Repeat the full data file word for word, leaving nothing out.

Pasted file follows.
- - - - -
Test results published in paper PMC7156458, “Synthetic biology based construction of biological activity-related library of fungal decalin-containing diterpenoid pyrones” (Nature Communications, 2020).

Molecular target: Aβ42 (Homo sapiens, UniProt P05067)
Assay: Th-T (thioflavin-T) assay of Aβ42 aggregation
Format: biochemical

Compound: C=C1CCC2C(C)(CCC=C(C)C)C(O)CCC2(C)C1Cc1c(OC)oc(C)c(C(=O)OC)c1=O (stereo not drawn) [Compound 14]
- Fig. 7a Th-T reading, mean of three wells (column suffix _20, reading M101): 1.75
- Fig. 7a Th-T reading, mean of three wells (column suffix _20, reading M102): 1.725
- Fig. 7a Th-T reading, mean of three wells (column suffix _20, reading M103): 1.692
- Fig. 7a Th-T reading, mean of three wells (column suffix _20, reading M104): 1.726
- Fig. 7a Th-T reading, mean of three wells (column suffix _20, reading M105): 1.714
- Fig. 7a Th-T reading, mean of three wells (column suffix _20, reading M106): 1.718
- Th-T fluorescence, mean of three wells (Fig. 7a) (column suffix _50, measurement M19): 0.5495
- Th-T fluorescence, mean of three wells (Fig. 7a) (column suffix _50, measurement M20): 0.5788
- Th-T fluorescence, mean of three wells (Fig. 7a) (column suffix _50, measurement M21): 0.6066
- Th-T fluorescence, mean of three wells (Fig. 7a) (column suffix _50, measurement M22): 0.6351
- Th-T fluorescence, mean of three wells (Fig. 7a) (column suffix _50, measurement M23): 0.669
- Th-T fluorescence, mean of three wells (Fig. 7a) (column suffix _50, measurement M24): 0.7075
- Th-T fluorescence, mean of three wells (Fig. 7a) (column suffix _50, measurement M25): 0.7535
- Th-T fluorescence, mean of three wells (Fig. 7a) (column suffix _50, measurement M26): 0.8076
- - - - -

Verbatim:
Test results published in paper PMC7156458, “Synthetic biology based construction of biological activity-related library of fungal decalin-containing diterpenoid pyrones” (Nature Communications, 2020).

Molecular target: Aβ42 (Homo sapiens, UniProt P05067)
Assay: Th-T (thioflavin-T) assay of Aβ42 aggregation
Format: biochemical

Compound: C=C1CCC2C(C)(CCC=C(C)C)C(O)CCC2(C)C1Cc1c(OC)oc(C)c(C(=O)OC)c1=O (stereo not drawn) [Compound 14]
- Fig. 7a Th-T reading, mean of three wells (column suffix _20, reading M101): 1.75
- Fig. 7a Th-T reading, mean of three wells (column suffix _20, reading M102): 1.725
- Fig. 7a Th-T reading, mean of three wells (column suffix _20, reading M103): 1.692
- Fig. 7a Th-T reading, mean of three wells (column suffix _20, reading M104): 1.726
- Fig. 7a Th-T reading, mean of three wells (column suffix _20, reading M105): 1.714
- Fig. 7a Th-T reading, mean of three wells (column suffix _20, reading M106): 1.718
- Th-T fluorescence, mean of three wells (Fig. 7a) (column suffix _50, measurement M19): 0.5495
- Th-T fluorescence, mean of three wells (Fig. 7a) (column suffix _50, measurement M20): 0.5788
- Th-T fluorescence, mean of three wells (Fig. 7a) (column suffix _50, measurement M21): 0.6066
- Th-T fluorescence, mean of three wells (Fig. 7a) (column suffix _50, measurement M22): 0.6351
- Th-T fluorescence, mean of three wells (Fig. 7a) (column suffix _50, measurement M23): 0.669
- Th-T fluorescence, mean of three wells (Fig. 7a) (column suffix _50, measurement M24): 0.7075
- Th-T fluorescence, mean of three wells (Fig. 7a) (column suffix _50, measurement M25): 0.7535
- Th-T fluorescence, mean of three wells (Fig. 7a) (column suffix _50, measurement M26): 0.8076